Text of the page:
Let me start with a little story of my time leading up to the marathon. I started my training plan last September and was on a good schedule, slowly building my long runs and having no pain with the gradual increase. Then in December I got forced off the road by a car and injured my left foot.
By January 15, my running came to a screeching halt. After a 5-mile run I could barely walk on my left foot. I was diagnosed with a stress fracture and told not to run or put any stress on it for 6 weeks and then only light exercise for 2 weeks. This brings me up to March 15 and leaving me only 1 month to get ready for the Marathon.
This was a tough month: I took my dog with me on a lead to keep me slow - this plan worked. Within the 2 weeks I was back up to 12 miles or so in about 2 hours. I was no longer counting miles but counting time on feet running. Thanks to my friends Darren Baker, Christine Anthony and Neil Anthony I was able to get these long runs in on soft ground combined with hills to build strength.
They helped me out so much on race weekend, by giving me the mental strength, a place to stay in London and a great pasta feast, not to mention fighting the crowds in the London Underground to cheer me on around the course. I really don't think I could have done it without them. I would also like to thank my wife Doris for pushing me out the door in that final month, nagging at me and reminding me that I only had so much time left.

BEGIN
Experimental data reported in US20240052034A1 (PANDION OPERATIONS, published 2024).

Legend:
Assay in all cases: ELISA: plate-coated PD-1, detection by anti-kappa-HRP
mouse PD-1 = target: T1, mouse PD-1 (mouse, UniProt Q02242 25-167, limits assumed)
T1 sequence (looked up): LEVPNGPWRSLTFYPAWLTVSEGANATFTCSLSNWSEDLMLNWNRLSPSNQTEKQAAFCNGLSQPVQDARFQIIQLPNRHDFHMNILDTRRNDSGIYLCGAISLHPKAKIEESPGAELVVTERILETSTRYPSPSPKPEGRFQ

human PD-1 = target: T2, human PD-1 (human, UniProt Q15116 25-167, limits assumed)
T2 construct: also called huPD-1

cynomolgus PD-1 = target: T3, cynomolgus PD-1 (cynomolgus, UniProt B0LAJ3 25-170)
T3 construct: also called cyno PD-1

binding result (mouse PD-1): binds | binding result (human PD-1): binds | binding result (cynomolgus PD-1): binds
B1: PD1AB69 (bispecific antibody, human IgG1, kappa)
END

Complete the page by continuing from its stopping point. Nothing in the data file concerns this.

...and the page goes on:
Now onto the actual marathon...The best moment had to be seeing the sign that said only 800m to go. Seeing that sign lifted my spirits so much that I was able to dig deep down and put in what felt like a sprint finish after over five hours of jogging. God definitely answered my short prayer I said just before the race started to just give me the strength to finish.
The worst moment had to have been at 19 miles when my back muscles became so sore and tight that I honestly didn't think I was going to finish. I stopped at 20 miles and went to the side to stretch them out and the crowd was so great they tapped me on the shoulder and said 'you are almost there; don't quit now'. I then started to walk and after about 5 minutes was able to jog again.
I made it to the 22 mile marker and once again almost dropped out because of back pain, but once again the people cheering me on saying 'don't stop, you can do it, only 4 miles more' gave me the strength to continue. After a short walk I started to jog again and stopped occasionally to stretch just to start jogging again.
The biggest surprise had to have been a young lady named Susan. She was running in a string bikini with her name written across her bum. That was definitely the last thing I expected to see at a marathon.
The most memorable moment was when I came up to the Tower Bridge - I knew this was about the halfway mark but it just didn't seem like I had gone that far. My legs and body still felt fairly fresh, I looked at my watch and thought I could definitely make my goal time frame of 4:20:00 - 4:30:00.
What would I do differently? Not participate in a marathon after only 1 month of training. What was the key to my success? Friends, my faith that God would answer my prayer for the strength to finish, and all the supporters telling me to keep going.